Using Genomic Biology to Study Pet Aging
Kelly S. Swanson PhD
University of Illinois, Urbana, IL USA
30-40% of the pet population are seniors and, like humans, the physiological changes of aging increase the risk of chronic disease development. This presentation covers advances in genomic biology and technology that can help increase understanding of the aging process, identify mechanisms by which age-related illnesses occur, and design more targeted prophylactics and/or therapeutics.
- Genomics has come a long way from just working with DNA. Analyzing mRNA transcripts can lead to insights about which genes are turned on or off under a spectrum of health conditions.
- The utility of genomics is that the technology can work with small sample sizes and specific biomarkers for early detection, diagnosis, prognosis, tracking and treatment.
- Examples of mRNA studies that have improved understanding of aging at the molecular level:
- Profiles of mRNA expression in cerebral cortex tissue between young vs geriatric dogs showed that 963 genes altered with age and were associated with increased inflammation and protein folding, and decreased neuropeptide signaling and synaptic transmission (Swanson et al., 2009).
- Studies on circulating neutrophil-related mRNA expression of growing puppies, young adult dogs and senior dogs showed that older dogs had reduced phagocytic ability (Hall et al., 2010) which is related to decreased immunity.
- A study of myocardial mRNA expression of geriatric cats versus young cats showed decreased mRNA expression of inflammatory cytokines and genes for extracellular matrix remodeling in older, female cats (Fonfara et al., 2015).
- A study of mRNA expression in dogs with diseased joints showed altered cytokines levels among dogs with disease and older dogs (Riggio et al., 2014).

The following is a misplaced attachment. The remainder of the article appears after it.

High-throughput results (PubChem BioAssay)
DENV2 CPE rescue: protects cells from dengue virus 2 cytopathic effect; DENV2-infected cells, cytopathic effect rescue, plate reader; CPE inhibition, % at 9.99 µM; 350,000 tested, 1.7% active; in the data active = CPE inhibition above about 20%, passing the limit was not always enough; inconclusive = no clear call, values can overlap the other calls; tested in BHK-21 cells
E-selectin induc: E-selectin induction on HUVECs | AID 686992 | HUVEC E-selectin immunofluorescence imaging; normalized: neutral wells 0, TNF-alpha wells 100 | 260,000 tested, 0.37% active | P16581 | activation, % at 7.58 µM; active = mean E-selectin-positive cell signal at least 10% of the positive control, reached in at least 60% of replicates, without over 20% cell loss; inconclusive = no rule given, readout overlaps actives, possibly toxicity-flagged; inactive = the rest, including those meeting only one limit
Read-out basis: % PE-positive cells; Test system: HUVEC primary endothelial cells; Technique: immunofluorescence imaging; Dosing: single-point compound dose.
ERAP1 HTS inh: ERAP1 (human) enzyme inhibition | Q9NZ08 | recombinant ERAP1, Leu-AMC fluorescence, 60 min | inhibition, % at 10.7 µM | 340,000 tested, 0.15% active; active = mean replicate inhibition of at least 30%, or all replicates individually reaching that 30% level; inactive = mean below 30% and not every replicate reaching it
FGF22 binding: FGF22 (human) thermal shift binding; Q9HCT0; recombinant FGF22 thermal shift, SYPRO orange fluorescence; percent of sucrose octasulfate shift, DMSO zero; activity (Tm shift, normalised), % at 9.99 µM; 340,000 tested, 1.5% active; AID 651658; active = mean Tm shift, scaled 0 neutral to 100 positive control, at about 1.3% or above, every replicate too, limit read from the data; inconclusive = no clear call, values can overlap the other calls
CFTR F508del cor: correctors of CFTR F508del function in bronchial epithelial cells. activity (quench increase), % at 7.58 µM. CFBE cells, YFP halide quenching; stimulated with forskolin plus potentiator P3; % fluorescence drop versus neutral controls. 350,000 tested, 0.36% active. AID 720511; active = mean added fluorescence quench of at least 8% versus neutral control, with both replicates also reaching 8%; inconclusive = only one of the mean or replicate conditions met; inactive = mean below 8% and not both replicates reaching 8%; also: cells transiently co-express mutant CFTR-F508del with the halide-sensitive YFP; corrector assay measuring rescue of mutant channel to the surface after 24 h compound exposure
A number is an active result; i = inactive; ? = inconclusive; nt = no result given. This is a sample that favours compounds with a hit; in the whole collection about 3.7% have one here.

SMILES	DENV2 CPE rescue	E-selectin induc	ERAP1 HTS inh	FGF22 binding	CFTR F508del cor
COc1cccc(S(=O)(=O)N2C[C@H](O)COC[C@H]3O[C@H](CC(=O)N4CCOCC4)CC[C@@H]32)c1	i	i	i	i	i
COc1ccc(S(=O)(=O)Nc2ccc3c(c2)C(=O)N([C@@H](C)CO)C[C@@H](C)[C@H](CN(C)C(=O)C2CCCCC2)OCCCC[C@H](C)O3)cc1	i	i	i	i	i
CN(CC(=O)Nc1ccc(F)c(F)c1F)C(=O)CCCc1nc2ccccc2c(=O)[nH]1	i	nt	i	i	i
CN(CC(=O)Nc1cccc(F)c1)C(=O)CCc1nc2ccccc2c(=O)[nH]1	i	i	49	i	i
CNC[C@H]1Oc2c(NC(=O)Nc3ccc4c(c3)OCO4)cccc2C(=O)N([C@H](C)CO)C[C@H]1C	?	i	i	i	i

- Many genomics studies have increased understanding of nutritional impacts on mRNA in healthy aging, weight maintenance and metabolism, and joint health.
- More progress is needed and key considerations remain: what to measure, target or untargeted analyses, potential sample types, and relevant physiological outcomes.
A key component of a senior care programs is preventive health, including early disease detection and treatment. A key challenge in both humans and pets is detecting these, and other detrimental changes, in a noninvasive manner so that intervention can begin early in the disease process. Genomics can help “see the unseen.”
This document contains summaries of all presentations from the Companion Animal Summit, held May 3-5, 2018 in Charleston, South Carolina. Please note that these summaries represent overviews of the presentations and may include opinions and research of presenters, which do not necessarily reflect those of the Nestlé Purina Petcare Company.
Produced by the Purina Institute, May 21, 2018